Australian Pro Photo – May 2020
English | 53 pages | pdf | 52.7 MB
SEEING THE LIGHT… AT THE END OF THE TUNNEL WITH Australian Pro Photo Magazine May 2020 issue
While preventing infections and potential deaths is obviously the key priority at this stage of the COVID-19 pandemic in Australia, what lies ahead – particularly in terms of the economy – could be even more of a challenge. Plenty of industries have been hardhit by the social distancing regulations which have resulted in hundreds of events – both big and small – cancelled and all sporting codes on hold, with the possibility of the complete 2020 season being lost. Consequently, professional photographers in many areas of practice have been impacted either directly or indirectly
Obviously, if you’re a sports photographer, you’re out of work right now, but it’s the same for wedding photographers and anybody who photographs social or business events for a living or works in travel and tourism. With the restrictions on the number of people who can be together in one place, film and TV productions have mostly stopped, as have many advertising and fashion shoots. In many states, the social distancing restrictions preclude visiting a studio for a portrait sitting or a portrait photographer visiting a family home for a sitting. Professional photographers are permitted to attend a place of work, so an on-location portrait sitting might qualify, but the reality is that these bookings have dried up anyway.
A few weddings are still happening, but with the limit of only five people allowed to attend (one being the celebrant), it’s likely the photography is being done by a witnesses on a smartphone.
The challenge is not only to survive the downtime – particularly financially – but be prepared for what might happen next. Some professional photographers will qualify for some sort of government support (for example, if you had an ABN as of 12 March 2020 and were registered for PAYG Withholding), so here’s a chance to do all of those admin-type jobs that have been put off because you’ve been too busy. Maybe it’s time to upgrade your backup and archiving system or give your website a refresh. How about putting together a photobook or two, or making some prints perhaps with an exhibition in mind down the track? Learn some new software or a new skill.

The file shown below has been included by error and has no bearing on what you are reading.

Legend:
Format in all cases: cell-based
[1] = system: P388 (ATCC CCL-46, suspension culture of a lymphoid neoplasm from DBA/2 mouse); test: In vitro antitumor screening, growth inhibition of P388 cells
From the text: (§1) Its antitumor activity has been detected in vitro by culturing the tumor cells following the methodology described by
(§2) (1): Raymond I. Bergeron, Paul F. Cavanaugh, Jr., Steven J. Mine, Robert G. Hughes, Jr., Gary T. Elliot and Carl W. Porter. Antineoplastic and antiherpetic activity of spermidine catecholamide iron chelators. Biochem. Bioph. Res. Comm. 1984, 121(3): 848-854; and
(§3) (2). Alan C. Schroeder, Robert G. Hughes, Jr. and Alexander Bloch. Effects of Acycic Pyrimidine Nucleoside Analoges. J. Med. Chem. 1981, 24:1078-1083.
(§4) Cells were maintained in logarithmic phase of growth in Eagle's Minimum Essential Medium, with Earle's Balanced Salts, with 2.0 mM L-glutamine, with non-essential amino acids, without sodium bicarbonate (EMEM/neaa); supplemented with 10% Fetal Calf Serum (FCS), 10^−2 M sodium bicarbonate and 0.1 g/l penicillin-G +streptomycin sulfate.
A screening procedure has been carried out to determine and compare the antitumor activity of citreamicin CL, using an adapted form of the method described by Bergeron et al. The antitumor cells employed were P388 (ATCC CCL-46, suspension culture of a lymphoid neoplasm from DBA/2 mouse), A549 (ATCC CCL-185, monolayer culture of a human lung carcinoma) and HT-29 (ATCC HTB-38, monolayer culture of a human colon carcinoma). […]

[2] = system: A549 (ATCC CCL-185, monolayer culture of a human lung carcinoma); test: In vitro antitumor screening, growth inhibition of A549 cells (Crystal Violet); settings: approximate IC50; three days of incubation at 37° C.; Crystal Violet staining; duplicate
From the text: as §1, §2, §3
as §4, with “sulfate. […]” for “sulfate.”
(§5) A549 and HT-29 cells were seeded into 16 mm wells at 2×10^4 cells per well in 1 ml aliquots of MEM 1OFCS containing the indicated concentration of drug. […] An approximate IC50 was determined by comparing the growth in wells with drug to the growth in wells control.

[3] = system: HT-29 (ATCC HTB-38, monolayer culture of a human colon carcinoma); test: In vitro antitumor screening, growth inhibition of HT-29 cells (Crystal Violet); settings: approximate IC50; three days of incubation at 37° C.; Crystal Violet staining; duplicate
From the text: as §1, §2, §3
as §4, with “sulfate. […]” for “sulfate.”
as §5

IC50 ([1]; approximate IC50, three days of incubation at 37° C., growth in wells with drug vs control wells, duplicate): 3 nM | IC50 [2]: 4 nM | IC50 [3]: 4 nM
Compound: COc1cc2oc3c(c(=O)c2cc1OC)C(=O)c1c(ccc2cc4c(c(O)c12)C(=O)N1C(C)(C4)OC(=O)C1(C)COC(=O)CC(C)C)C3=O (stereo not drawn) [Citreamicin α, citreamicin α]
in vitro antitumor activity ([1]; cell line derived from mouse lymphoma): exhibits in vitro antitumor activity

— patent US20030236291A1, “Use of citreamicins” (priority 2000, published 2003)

The online self-education options via webinars, Q&A events and workshops are now numerous, and many of them are free. The Australian Institute Of Photography (AIPP), for example, has put together an extensive program of online events through until June and, commendably, they’re open to non-members as well as members (visit www.aipp.com.au/events). Now could be a good time to try your hand at, say, macro photography or, at the other end of the size scale, astrophotography. In both cases, you could well be able to start practicing in your own backyard. Or simply get back to doing some personal photography just for the fun of it… you’re still allowed to go out for exercise so simply take your camera with you. Of course, there are the many personal experiences of this unprecedented time to document – if you haven’t already started – as well as the wider
impacts on your local area, such as empty streetscapes.
Just how our society will look when all this is over is anybody’s guess, but you have to think we’ll be feeling the economical knock-on effect for a very long time indeed. Professional photography has already undergone seismic changes due to the far-reaching impacts of digital imaging technologies, but we’re going to need even more inventiveness, flexibility and resilience in the future. There will undoubtedly be new opportunities arising primarily from different – and perhaps better – ways of doing business, but there’s also likely to be more pain for some who will be forced to do things differently. Big gatherings aren’t likely to be happening anytime soon and, in the commercial sphere, companies operating on much tighter budgets are likely to look at trimming advertising and marketing spends first (although the opposite is actually needed), so photography in these areas will continue to suffer. However, there will be a future after COVID-19, and anything you can do now in terms of better equipping yourself – both professionally and personally – to deal with whatever it brings will undoubtedly be beneficial.
Paul Burrows, Editor